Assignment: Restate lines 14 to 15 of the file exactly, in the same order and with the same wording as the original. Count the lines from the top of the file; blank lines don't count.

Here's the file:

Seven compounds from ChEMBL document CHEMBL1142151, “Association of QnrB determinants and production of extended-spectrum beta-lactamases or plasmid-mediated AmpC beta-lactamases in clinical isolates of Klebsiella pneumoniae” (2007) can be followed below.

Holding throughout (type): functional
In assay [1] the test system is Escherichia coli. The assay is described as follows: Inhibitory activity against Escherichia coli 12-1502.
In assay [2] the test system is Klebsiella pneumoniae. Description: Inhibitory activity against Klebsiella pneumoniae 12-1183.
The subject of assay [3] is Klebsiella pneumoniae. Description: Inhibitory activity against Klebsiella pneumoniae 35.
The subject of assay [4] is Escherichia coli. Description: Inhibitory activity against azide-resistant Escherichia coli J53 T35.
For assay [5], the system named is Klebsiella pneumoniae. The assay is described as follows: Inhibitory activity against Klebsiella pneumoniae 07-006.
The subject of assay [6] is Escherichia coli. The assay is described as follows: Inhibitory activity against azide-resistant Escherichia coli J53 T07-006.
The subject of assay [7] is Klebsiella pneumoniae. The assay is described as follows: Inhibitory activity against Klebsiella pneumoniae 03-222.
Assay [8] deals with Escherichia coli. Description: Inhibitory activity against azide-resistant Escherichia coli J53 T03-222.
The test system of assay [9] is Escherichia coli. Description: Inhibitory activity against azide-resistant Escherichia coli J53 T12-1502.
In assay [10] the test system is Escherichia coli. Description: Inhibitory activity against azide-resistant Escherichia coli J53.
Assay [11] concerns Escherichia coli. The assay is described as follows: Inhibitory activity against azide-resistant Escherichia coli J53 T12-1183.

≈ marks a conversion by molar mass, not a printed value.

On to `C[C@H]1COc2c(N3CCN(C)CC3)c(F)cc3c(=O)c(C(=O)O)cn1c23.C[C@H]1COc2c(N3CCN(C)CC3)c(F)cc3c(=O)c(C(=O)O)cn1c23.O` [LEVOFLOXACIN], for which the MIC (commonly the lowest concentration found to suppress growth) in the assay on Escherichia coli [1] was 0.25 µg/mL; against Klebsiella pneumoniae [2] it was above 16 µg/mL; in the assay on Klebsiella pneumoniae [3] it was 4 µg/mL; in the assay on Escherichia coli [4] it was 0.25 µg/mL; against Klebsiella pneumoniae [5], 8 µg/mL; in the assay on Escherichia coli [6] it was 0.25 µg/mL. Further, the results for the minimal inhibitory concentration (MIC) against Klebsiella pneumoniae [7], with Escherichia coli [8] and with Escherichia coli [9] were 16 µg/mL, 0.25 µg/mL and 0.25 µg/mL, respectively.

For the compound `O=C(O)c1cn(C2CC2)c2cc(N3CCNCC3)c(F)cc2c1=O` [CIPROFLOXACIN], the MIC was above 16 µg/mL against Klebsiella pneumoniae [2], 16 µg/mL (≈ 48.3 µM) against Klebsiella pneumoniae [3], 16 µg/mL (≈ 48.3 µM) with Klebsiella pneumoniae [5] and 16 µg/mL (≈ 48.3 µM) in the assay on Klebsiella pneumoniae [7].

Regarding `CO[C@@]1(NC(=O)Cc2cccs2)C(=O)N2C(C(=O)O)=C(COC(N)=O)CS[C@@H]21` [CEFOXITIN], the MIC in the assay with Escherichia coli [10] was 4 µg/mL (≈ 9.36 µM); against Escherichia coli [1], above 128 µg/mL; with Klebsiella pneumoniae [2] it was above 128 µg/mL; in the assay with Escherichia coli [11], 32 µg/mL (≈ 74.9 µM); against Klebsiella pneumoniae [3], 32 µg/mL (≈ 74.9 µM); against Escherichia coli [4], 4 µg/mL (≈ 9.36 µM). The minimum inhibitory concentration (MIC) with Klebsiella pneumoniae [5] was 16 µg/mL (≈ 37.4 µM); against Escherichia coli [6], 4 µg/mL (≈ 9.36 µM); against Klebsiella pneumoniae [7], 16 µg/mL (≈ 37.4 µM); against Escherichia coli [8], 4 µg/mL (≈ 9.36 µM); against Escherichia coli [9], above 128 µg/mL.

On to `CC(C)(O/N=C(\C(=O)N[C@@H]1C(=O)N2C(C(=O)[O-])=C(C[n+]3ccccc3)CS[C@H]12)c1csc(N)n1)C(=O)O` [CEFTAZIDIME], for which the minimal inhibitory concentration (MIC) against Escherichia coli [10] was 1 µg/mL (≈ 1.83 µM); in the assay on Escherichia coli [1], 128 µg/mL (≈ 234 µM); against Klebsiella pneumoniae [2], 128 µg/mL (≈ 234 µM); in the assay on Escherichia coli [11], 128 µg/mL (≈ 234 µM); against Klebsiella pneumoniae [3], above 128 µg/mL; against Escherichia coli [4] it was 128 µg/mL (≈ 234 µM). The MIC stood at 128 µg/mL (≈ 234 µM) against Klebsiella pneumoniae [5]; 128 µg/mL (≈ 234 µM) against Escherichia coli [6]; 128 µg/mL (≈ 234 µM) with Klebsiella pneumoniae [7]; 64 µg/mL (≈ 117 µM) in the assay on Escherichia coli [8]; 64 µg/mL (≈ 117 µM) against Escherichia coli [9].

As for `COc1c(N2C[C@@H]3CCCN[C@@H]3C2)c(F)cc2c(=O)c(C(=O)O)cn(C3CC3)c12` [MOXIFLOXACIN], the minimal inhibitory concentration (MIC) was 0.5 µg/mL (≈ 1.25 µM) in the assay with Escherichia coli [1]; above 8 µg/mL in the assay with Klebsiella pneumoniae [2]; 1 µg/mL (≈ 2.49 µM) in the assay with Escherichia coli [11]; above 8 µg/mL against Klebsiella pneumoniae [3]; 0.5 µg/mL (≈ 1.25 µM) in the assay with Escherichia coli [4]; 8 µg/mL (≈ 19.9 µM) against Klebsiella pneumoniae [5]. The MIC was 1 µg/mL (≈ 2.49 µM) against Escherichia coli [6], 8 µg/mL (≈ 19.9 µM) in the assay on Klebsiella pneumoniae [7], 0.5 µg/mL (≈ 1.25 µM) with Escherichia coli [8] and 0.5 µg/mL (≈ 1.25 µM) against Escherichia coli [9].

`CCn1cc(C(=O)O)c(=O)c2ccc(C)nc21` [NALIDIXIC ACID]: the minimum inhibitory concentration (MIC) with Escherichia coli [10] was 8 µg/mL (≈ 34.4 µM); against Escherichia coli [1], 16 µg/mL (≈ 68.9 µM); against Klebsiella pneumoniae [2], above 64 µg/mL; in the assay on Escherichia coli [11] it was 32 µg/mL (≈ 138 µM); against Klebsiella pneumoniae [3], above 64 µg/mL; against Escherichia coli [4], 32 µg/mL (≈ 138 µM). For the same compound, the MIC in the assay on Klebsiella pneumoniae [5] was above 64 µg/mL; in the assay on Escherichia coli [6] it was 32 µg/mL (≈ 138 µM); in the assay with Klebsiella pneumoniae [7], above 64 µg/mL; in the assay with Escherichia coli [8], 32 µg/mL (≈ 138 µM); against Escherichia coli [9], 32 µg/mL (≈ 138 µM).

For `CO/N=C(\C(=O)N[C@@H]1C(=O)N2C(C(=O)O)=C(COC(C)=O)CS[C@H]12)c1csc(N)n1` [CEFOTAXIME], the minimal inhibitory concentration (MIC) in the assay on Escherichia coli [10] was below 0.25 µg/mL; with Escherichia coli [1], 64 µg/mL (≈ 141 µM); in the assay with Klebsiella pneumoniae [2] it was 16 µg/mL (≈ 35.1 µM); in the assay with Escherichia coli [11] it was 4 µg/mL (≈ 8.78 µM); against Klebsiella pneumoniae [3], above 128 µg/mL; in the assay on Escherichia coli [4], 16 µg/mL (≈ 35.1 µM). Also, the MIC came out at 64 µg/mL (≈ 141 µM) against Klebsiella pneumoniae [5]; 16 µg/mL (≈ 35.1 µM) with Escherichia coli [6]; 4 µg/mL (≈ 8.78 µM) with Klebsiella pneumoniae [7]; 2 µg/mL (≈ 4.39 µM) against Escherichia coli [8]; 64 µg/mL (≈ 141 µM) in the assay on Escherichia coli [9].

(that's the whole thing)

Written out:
≈ marks a conversion by molar mass, not a printed value.

On to `C[C@H]1COc2c(N3CCN(C)CC3)c(F)cc3c(=O)c(C(=O)O)cn1c23.C[C@H]1COc2c(N3CCN(C)CC3)c(F)cc3c(=O)c(C(=O)O)cn1c23.O` [LEVOFLOXACIN], for which the MIC (commonly the lowest concentration found to suppress growth) in the assay on Escherichia coli [1] was 0.25 µg/mL; against Klebsiella pneumoniae [2] it was above 16 µg/mL; in the assay on Klebsiella pneumoniae [3] it was 4 µg/mL; in the assay on Escherichia coli [4] it was 0.25 µg/mL; against Klebsiella pneumoniae [5], 8 µg/mL; in the assay on Escherichia coli [6] it was 0.25 µg/mL. Further, the results for the minimal inhibitory concentration (MIC) against Klebsiella pneumoniae [7], with Escherichia coli [8] and with Escherichia coli [9] were 16 µg/mL, 0.25 µg/mL and 0.25 µg/mL, respectively.